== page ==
Preschoolers: 5 Reasons to Love Them

You’ll be awed and amazed by your child’s ability to speak and do so many new things.

They Truly Speak the Sweetest Words.

A child’s ability to communicate grows exponentially from the age of three until the age of five. Preschoolers begin to speak in entire sentences and are better able to convey their feelings, answer questions more accurately, use new vocabulary, and say hilarious things. In contrast, a two-year-old typically employs “Tarzan talk” (“Want juice!”). More and more, they begin to show a knowledge of how the world works, rather than simply repeating what they hear.

Suddenly, they’re Flushed with New Talents.

When a child is this young, their fine motor abilities rapidly improve. Buttons, washing hands, and spoons are all things that children can typically handle on their own with minor assistance.

Whereas you formerly had a child who was reliant on you, your preschooler is now becoming increasingly self-reliant in various ways. Toys, clothes, and even dinnerware may all be cleaned up by a three- or four-year-old child. These aren’t things your preschooler should be doing, but he can help you out and make your life a little simpler.

They can read the emotions of others.

At this age, children begin to grasp and categorize their own and others’ emotions, enhancing their capacity for empathy. Ruby, the 3-year-old daughter of Leslie Aronson, was devastated when her mother was admitted to the hospital, and she was sent to live with her grandparents. Aronson wept as she saw her daughter in anguish. The moment Ruby saw her mother’s distress, she exclaimed, “Mommy, I’m OK. “I’m staying with Grandma and Grandpa.” “That jolted me into the realization that Ruby realized I was concerned, and she was trying to soothe me,” says the mother from Pittsburgh about the experience. As a result, it was an emotional experience for me.”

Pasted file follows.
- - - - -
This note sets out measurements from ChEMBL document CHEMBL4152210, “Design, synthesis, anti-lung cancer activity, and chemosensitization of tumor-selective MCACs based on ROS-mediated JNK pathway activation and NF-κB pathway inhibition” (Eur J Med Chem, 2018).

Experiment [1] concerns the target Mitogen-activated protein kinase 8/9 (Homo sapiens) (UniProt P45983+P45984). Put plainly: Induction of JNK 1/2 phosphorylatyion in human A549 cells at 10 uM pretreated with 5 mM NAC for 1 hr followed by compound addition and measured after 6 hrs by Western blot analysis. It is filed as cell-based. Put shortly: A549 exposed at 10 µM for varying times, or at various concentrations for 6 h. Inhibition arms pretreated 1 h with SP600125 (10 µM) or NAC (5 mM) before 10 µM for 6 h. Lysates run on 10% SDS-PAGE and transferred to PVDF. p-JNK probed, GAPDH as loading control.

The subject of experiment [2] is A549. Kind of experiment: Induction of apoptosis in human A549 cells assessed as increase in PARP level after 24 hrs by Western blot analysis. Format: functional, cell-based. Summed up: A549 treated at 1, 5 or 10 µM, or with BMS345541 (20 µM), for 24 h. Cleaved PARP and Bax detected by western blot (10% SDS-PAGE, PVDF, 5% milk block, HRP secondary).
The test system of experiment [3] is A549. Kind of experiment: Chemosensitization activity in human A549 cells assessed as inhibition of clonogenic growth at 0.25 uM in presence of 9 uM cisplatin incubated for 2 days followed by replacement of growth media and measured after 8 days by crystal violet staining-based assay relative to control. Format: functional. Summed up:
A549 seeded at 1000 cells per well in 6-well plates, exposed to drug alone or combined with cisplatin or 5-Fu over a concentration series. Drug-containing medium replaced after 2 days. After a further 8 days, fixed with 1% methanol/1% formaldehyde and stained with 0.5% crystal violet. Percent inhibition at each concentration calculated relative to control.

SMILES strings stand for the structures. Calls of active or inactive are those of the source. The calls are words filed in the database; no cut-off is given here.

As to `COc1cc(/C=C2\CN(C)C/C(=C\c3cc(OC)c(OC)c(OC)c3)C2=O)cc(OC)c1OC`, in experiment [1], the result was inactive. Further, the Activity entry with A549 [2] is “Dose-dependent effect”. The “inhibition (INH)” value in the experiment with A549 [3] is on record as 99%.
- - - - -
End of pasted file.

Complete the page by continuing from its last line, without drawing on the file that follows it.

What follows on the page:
They’re Thrilled to Discover New Things

Three to four-year-old children are voracious consumers of knowledge. A child’s “why, why, why” phase is a way to learn about the world they live in. Even if you don’t know something, they’ll be able to pick it up on the fly. When Jaclyn Glatzer’s 3-year-old son Sam went to the doctor recently, the doctor inquired about his birthday. ‘March 11th!’ he yelled as I was going to interrupt and answer for him.” I thought, “When did he learn that?” “Mableton, Georgia,” replies Glatzer. In addition to learning the names of basic shapes, colors, and letters, your preschooler will also begin to read. He might be able to decipher the word “STOP” on a traffic sign or identify his name on a birthday card.

They’re Less Obsessed with One Another.

There’s good news if you’ve experienced your share of heartbreaking goodbyes: Another perk of this age is the ease with which couples can separate. Being away from their parents becomes easier for preschoolers. A child’s understanding of abstract concepts like time is likely to be the source of this. You may feel less terrible about leaving your child if she knows you’ll be back soon and can say goodbye more easily.

Helpful related articles: Preschooler’s Screen Time RestrictionsWhen Choosing a Preschool, Here Are 8 Things to ConsiderUnderstanding the Development of Preschoolers